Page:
Voyage Journal 7005 Day 6
Day 6 - February 26, 2010 - At Sea
By Will Wagstaff, Ornithologist
Co-ordinates: 53 00 S, 046 2
Weather: A mostly overcast day but there were several sunny spells during the morning on a generally calm day.
The hubbub at breakfast showed that that the calmer seas were enabling everyone to get up and about this morning. The Prince Albert II was now at full speed and making good time towards South Georgia. The first part of the day was taken up with the mandatory IAATO briefing where Robin explained the landing procedures we would be following in South Georgia and again in Antarctica and the reasons for doing so to protect these fragile environments. Judging by the questions following this briefing, everyone was already involved with the very special places we hoped to visit.
Having had the theory it was then time to do the practical, which involved each deck being called in turn down to the mud room where all the outside gear we had used in the Falklands was inspected and if necessary cleaned. Although there was not much cleaning to do, this process took up the rest of the morning. Just before lunch I had a call to say there were two birds stranded aboard the ship. So, as the designated person dealing with birds that had stranded themselves overnight, I went to locate them. The two Antarctic Prions seemed dry and healthy, so I was able to release them out to sea. It was nice to see them back in their environment, flitting low over the waves, and to know that our plan of reducing the outside lighting at night, which disorientates these species, was working.
For those who had done the bio-security check and those waiting their turn, Hans-Peter twice gave his lecture entitled ‘Cabbage and Pearlwort – Plant Life on the Southern End of the Earth’ which gave an overview of the flora and vegetation of this fabulous region.
Just as we went for lunch, a small group of Fin Whales was sighted close to the ship. These were the forerunners of a steady stream of sightings during the day. Most were Fin Whales but we did also see two Humpback Whales and a couple of small groups of the ever-delightful Hourglass Dolphins. The latter, with their distinctive black and white pattern on their sides, typically only stayed around the ship for a while before heading back out into the open sea.
Following lunch, the first lecture of the afternoon was ‘The Mighty Albatross’ by Juan Barnett during which he gave us an introduction to these enigmatic birds and their breeding biology. It was rather special to be able to listen to the information and to be able to glance out of the window to see one of these magnificent birds glide by.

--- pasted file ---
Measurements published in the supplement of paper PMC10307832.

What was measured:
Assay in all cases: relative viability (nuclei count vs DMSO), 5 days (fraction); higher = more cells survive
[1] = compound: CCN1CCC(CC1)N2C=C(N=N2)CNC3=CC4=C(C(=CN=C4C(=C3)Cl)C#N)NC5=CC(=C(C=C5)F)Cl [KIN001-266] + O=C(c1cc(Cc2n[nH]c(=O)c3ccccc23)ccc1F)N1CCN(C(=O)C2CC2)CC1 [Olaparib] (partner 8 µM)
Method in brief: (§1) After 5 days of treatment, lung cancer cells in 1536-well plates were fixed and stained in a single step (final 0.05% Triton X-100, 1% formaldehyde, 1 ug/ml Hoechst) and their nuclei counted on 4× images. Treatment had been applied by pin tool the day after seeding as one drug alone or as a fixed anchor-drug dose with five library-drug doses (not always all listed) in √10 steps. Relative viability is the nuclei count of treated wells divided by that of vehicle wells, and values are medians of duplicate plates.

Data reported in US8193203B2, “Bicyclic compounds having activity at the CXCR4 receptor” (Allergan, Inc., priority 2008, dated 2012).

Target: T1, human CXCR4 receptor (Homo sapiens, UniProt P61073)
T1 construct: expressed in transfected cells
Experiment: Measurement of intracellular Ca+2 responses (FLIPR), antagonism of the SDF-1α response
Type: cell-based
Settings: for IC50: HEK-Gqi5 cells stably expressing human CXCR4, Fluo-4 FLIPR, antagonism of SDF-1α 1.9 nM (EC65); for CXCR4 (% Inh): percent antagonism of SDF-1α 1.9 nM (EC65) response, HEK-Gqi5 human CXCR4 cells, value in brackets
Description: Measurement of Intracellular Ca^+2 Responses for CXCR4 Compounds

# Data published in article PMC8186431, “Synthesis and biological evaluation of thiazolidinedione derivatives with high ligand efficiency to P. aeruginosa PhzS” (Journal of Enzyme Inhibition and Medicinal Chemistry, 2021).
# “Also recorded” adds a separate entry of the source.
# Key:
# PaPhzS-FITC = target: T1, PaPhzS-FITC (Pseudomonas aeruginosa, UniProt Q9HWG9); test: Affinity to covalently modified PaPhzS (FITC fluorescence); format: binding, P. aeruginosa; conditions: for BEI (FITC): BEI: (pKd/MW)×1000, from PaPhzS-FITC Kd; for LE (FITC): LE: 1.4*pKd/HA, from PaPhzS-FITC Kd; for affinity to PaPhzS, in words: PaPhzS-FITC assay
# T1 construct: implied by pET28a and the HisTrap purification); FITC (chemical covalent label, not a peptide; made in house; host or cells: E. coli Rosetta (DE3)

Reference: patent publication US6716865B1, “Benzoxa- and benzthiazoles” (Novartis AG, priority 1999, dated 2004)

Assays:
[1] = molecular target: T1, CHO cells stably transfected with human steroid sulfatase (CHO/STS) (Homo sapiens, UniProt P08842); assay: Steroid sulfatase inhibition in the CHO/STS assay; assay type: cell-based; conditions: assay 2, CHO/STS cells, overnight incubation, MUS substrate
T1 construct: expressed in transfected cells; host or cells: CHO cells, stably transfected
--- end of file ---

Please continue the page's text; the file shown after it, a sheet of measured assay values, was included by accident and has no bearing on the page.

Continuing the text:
Although the calmer weather is not really to the liking of the larger albatrosses, there was enough breeze during the afternoon to enable them to fly. At one point we had at least five different Wandering Albatrosses circling the ship, the browner, younger birds seemed fascinated by the bow judging by how close they came at times. It was a good afternoon for seabirds with the expected Black-browed Albatross being joined by a superb Grey-headed Albatross with its grey head showing well as it glided towards the Prince Albert II. In all, I managed to see fourteen species of tubenose during the afternoon. This pelagic family is the Holy Grail for many seabird fans, so to be able to see so many in one short time was rather special.
Juan Restrepo gave his lecture at 1700 entitled ‘Glacier Ice- The Life and Death of Land Based Ice’ during which he showed the many types of glacier and where we might see them in this part of the world. He also gave a run-through of the many glaciological terms we might come across and what they referred to.
As we were getting ready for recap, Expedition Leader Robin announced that there were more Fin Whales close to the ship. By the time I got to the Bridge, many of the guests were already enjoying very close views of these enormous mammals as they blew and dived quite close to the ship. However, as far as I was concerned, there was something even more special on show in the shape of the Light-mantled Sooty Albatross that was gliding over the ocean only a short distance away. This most graceful of albatrosses can turn any day at sea into a red letter day, and that was certainly the case as it elegantly flew only a few metres from the Fin Whales.
At the recap I was able to answer some questions about the seabirds we had seen today before Stefan explained some of the Falklands geology; Hans-Peter talked about the plants that helped the sailors of yesterday avoid scurvy, and Juan Restrepo finished with a short comment about the variety of nationalities we have on board and how we all get along. Then it was time to head for The Restaurant for yet another excellent evening meal.
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